Maryam (Moroccan): In Morocco, there have never been more men than women in the sector where I work, which is more technical (automotive sector). And women are much more numerous than men in the market, we dominate, so there is no difference. The salaries are the same and you have to negotiate whether you are a man or a woman. On the other hand, in France, I know that there is a difference in salary. If you are a woman, the salary range is not the same. When I was looking for a job, the French human resources department clearly told me that the range I asked for was more for men. Apart from the salary, there is also a difference in terms of the behavior and the mission that women are offered. For example, during an interview, the recruiter clearly told me: I’m going to give you a less difficult assignment because you’re a woman.
James (Canadian): The French can use their diploma. It’s true that degrees count, but here in Canada it’s not something to brag about. What counts here is what you can do and showing that you know your job well. Showing off your diplomas is interpreted here as pride, as a desire to put others down.
Elena (Romanian): The French think that if the information comes from France, it is more important than if the same information comes from Romania, even if in the end it is the same information.
Assane (Senegalese): When you first arrive, they look at you a little suspiciously, they try to put you in a situation. To be respected, you have to prove yourself and earn your place at all levels. When I arrived, they gave me complex things, they left me on my own without much help. When I delivered, it was shown to the management, and when I was given new tasks, the project manager said in front of everyone that I could be trusted and that the work would be done well and quickly. That’s how I understood that it was a test of my skills. As a non-French member of the team, I felt that I had to work harder, that I had to prove myself twice in order to win, which I had already felt when I was hired.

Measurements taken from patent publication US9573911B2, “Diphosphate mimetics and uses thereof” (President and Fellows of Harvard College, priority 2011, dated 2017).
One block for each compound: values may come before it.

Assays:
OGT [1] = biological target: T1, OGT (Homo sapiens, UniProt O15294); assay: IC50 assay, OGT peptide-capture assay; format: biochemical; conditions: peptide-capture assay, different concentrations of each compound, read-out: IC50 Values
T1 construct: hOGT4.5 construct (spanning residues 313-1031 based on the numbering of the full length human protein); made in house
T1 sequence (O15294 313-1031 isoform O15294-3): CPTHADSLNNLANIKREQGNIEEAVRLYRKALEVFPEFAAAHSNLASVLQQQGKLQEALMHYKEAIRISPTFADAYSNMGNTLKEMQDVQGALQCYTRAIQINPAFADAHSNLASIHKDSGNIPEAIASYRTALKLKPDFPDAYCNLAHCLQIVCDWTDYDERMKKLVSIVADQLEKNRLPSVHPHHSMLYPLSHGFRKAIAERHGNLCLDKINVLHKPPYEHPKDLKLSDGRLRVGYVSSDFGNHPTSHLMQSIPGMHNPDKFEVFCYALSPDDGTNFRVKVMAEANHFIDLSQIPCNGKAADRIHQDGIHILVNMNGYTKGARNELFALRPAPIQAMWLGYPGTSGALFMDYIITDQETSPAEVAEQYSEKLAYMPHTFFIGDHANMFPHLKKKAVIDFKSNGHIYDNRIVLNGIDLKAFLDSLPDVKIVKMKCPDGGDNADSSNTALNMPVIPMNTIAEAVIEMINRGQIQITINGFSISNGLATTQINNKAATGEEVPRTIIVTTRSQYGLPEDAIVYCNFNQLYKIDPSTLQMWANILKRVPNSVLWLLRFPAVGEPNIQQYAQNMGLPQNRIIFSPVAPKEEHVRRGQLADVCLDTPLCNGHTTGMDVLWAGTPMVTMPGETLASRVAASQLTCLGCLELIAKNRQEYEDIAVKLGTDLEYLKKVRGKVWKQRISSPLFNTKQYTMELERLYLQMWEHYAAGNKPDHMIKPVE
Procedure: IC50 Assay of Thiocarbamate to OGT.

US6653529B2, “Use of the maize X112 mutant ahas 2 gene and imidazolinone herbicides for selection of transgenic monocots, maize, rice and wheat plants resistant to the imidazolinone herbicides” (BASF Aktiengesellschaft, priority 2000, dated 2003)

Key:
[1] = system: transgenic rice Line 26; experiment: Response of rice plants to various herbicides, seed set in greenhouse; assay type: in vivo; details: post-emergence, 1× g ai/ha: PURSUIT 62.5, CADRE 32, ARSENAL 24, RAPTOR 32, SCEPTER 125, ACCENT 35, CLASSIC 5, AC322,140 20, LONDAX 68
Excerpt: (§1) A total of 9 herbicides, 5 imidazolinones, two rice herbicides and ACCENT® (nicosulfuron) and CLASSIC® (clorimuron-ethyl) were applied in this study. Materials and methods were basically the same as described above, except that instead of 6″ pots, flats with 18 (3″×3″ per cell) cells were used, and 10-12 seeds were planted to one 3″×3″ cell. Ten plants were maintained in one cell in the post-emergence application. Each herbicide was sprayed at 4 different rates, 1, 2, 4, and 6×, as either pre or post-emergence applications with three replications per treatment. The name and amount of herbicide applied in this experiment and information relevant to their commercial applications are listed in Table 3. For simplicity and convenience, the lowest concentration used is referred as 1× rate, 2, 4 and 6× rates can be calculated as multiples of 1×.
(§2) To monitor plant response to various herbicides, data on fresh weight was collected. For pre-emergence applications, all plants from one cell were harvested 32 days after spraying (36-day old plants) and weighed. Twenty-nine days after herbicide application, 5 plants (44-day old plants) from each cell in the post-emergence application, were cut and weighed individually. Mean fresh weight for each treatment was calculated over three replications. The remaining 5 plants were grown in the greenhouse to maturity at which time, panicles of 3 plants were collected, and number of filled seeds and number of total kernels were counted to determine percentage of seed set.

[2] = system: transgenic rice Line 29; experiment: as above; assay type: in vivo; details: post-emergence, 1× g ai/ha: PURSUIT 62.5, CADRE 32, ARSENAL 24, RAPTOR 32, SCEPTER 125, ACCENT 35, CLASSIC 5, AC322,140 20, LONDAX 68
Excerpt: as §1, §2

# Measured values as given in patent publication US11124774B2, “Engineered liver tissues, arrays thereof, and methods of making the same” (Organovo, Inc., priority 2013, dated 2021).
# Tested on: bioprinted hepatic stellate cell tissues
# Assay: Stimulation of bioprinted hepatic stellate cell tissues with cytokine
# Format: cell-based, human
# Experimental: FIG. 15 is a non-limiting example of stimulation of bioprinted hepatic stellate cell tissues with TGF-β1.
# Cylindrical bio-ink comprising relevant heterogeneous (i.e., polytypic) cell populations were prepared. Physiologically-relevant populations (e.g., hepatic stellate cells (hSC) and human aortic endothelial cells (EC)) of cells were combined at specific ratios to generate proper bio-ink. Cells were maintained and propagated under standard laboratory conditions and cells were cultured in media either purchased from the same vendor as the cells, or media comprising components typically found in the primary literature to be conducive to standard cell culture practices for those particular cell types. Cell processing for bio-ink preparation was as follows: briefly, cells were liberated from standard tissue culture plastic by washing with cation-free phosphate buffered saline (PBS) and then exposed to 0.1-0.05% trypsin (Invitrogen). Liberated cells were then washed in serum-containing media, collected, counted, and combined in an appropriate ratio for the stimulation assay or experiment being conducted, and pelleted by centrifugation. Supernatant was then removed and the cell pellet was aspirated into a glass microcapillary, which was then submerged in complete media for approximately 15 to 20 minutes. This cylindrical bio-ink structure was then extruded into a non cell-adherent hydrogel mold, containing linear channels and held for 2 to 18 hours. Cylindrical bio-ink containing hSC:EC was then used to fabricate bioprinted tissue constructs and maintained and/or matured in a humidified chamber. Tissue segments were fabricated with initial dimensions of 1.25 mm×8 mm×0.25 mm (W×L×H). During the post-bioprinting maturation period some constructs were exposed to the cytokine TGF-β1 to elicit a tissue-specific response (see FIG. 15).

Greg (British): I don’t like the fact that they complain all the time. The Frenchman wouldn’t just say something was good. He would say, “It was good, but did you see that little thing? He always expresses himself with reservations or it’s always with negative remarks. The Englishman is the opposite: even if there are negative aspects, he will tell you that it was good. In fact, if he sees that it might hurt, he will drop it.
Liberty, equality, fraternity? When the beautiful French motto meets reality, it loses some of its luster. Every cultural context has its strengths and weaknesses in this matter. Again, some will be found more often in France than elsewhere, and for reasons specific to the French social and historical background.
There is an image that I’ve kept since I saw it in 2014 (I can’t find the source, sorry for the copyright, but I’ll include it if it’s pointed out to me) that sums up a multitude of specifically French issues. It is an exchange (staged for communication purposes) between President Hollande and his Prime Minister, Manuel Valls. One can see in it a desire for closeness and equality between the two men, sitting around a very modest table, but in a prestigious setting. Can humility be achieved in a palace that materializes hierarchical distance? And is the display of humility a proof of humility? Here is a knot of contradictions that can also be found in companies.
Quelques suggestions de lecture:
- Working with the French: Indians share their experiences
- Working with the French: 17 foreigners from 12 countries share their experiences
- Cross-cultural Turbulence at Air France-KLM: employees share their experiences
- The surprise effect, or the enemy of cross-cultural communication
- Intercultural meetings: 10 good practices to reduce misunderstandings
- Working with the French – feedback from the field